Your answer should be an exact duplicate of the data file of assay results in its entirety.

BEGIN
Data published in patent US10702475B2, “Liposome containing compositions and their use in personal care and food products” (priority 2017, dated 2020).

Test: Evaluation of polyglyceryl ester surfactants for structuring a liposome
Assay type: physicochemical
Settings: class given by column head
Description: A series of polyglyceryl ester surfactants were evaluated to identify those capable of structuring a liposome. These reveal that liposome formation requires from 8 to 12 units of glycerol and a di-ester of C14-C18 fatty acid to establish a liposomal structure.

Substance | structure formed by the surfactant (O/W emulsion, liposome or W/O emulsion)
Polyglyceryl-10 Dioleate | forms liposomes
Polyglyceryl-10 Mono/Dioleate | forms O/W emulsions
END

Data published in patent US10702475B2, “Liposome containing compositions and their use in personal care and food products” (priority 2017, dated 2020).

Test: Evaluation of polyglyceryl ester surfactants for structuring a liposome
Assay type: physicochemical
Settings: class given by column head
Description: A series of polyglyceryl ester surfactants were evaluated to identify those capable of structuring a liposome. These reveal that liposome formation requires from 8 to 12 units of glycerol and a di-ester of C14-C18 fatty acid to establish a liposomal structure.

Substance | structure formed by the surfactant (O/W emulsion, liposome or W/O emulsion)
Polyglyceryl-10 Dioleate | forms liposomes
Polyglyceryl-10 Mono/Dioleate | forms O/W emulsions